And just like with term limits, dictators appear less and less willing over the last few years to even go through the motions of façade democracy.

We’ve seen a consolidation of personal power in several of the world’s most powerful autocracies, including China, Russia, Egypt, Turkey and Saudi Arabia, alongside democratic erosion in previously healthy democracies like Hungary, Poland and the United States.

Freedom House, which provides annual democracy ratings for each country, points to a steady global decline in democratic quality since 2006, with about twice as many countries experiencing a net decline as a net improvement. As they ominously write, “Democracy is in crisis. The values it embodies … are under assault and in retreat globally.”

What is behind this democratic malaise? One cause is the declining feeling that liberal democracy is the only legitimate political model, particularly with China offering an alternative that combines a strong party-state with guided capitalism. As long as autocracies like China and Russia are seen as successful rising powers, countries will gravitate toward them.

This autocratic pull has combined with a weakening push from democracies to follow even the pretense of democratic norms. President Trump recently made headlines by congratulating Putin and Sisi on their “election” victories.

This fits alongside Trump’s praise for strongmen like Putin, Xi and the Philippines’ Rodrigo Duterte. Yet this is not all Trump’s innovation — the U.S. declined to call a coup a coup when Sisi initially took power (which would have mandated a shutoff of aid), and the European Union has reacted weakly so far to democratic decline in Poland and Hungary.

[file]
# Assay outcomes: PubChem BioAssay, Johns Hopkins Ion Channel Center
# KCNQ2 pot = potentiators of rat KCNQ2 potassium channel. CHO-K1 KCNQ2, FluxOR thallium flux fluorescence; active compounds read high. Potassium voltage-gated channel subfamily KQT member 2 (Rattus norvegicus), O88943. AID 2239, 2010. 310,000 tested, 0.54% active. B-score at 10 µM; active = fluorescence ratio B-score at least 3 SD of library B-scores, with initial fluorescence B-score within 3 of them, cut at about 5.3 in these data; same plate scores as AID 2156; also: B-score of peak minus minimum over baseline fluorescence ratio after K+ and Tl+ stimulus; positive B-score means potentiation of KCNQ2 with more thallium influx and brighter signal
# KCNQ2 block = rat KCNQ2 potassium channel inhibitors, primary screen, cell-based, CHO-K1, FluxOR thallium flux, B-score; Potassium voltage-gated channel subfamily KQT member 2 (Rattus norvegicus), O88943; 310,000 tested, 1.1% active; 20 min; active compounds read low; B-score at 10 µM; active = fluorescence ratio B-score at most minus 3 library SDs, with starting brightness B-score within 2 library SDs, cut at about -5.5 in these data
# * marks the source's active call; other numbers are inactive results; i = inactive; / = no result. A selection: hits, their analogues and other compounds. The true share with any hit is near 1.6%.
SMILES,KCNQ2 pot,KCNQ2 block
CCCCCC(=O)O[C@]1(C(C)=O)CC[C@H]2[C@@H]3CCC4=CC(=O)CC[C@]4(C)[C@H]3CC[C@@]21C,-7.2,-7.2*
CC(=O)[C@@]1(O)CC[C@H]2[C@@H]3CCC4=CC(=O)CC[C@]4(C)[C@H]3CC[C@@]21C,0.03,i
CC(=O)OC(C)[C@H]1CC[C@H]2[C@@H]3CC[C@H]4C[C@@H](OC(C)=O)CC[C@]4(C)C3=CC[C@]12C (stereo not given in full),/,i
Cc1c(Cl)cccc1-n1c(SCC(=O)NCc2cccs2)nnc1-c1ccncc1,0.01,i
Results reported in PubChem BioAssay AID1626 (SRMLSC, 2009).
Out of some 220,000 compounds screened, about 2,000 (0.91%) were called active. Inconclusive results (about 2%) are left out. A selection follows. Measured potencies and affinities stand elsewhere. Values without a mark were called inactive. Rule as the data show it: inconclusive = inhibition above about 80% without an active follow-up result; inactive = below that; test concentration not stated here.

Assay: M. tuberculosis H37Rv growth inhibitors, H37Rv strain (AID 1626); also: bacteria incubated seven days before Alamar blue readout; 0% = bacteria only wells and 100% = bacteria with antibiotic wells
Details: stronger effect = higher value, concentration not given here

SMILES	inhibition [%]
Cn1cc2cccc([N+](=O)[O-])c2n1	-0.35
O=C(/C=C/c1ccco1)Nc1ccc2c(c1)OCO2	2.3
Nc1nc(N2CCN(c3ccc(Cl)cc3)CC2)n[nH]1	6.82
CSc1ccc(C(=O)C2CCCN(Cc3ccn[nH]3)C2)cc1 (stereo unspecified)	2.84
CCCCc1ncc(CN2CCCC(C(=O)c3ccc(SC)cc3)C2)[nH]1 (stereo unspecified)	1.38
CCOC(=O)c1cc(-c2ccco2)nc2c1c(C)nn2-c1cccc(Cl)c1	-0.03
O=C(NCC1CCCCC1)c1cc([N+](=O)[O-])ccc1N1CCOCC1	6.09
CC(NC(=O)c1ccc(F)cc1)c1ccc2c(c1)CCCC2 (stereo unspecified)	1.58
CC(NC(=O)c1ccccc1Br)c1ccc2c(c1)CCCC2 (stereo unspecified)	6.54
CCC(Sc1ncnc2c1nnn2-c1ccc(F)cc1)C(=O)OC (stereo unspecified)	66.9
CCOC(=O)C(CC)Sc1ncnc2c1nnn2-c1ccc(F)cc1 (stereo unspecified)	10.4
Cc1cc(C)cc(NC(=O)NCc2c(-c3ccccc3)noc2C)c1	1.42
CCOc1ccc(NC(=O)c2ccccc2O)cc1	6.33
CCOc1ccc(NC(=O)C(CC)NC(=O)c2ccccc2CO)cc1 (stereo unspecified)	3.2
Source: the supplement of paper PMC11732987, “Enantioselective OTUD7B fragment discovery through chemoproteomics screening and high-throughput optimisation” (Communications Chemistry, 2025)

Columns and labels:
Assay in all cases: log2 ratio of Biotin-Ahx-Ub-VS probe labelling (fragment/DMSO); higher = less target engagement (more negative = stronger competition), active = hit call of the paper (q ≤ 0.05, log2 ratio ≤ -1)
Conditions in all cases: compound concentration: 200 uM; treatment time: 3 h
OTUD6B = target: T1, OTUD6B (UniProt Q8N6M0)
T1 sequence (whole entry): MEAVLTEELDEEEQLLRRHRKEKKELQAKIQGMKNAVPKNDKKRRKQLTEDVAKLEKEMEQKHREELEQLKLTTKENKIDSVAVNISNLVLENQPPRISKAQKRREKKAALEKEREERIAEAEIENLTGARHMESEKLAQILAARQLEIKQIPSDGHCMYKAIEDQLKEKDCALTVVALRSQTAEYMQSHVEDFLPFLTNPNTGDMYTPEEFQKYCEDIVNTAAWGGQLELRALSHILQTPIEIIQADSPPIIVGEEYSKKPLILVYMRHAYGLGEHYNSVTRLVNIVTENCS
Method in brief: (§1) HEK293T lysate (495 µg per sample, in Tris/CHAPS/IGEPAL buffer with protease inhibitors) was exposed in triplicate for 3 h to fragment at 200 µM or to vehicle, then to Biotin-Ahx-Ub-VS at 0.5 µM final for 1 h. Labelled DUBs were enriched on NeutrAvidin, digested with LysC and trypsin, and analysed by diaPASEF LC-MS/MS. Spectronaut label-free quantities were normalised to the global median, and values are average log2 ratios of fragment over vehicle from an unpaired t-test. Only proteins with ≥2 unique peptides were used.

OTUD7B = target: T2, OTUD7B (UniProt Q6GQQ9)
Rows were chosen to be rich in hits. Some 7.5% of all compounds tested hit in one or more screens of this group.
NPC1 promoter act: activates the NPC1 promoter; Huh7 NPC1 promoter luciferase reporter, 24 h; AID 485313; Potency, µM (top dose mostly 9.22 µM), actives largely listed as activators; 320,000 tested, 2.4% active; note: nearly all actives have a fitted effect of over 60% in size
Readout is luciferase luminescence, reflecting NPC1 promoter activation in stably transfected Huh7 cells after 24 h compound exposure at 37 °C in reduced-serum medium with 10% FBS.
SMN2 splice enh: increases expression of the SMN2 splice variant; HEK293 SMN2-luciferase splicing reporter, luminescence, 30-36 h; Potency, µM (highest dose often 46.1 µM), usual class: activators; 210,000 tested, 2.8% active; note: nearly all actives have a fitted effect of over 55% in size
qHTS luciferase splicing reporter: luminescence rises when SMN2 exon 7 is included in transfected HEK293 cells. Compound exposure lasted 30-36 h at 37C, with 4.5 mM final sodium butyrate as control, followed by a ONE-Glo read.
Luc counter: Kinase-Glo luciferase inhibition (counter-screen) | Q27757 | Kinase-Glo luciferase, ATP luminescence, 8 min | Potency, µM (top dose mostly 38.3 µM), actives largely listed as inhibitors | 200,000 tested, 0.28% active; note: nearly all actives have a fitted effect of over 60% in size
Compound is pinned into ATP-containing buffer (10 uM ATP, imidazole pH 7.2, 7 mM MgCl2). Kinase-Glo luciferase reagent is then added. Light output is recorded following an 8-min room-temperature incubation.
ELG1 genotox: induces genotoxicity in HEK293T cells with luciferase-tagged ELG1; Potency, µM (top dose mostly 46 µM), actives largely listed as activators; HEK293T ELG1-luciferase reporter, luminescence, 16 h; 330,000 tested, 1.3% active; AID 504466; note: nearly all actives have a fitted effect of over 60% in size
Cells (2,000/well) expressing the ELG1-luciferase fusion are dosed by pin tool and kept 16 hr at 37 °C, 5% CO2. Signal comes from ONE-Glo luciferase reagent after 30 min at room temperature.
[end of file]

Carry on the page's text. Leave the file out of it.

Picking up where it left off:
Especially as democracies decline in prestige and relative power, their unwillingness to defend democratic standards opens the doors to autocratic ascendancy. This is how we get 97-percent election victories in a country seven years removed from Tahrir Square and an invigorated Russia interfering at will with democratic elections abroad.

Responding to this challenge requires more effective messaging on the benefits of democracy and restrained government. Democracies and international institutions also need to renew their commitments to rigorously defend standards of democracy and rule of law.

Term limits often galvanize protest when dictators move to abolish them because they represent such a basic principle — that no one should be permanently entrenched in power. Dictators rarely agree with such principles, at least not without a fight. 

Michael K. Miller is associate professor of political science and international affairs at George Washington University and a founder of Authoritarian Warning Survey (@authwarning).

Tags Abdel Fattah el-Sisi Democracy dictator Dictatorship Donald Trump Elections Forms of government Government John Kerry Liberal democracy Oligarchy Political philosophy Political systems Politics Xi Jinping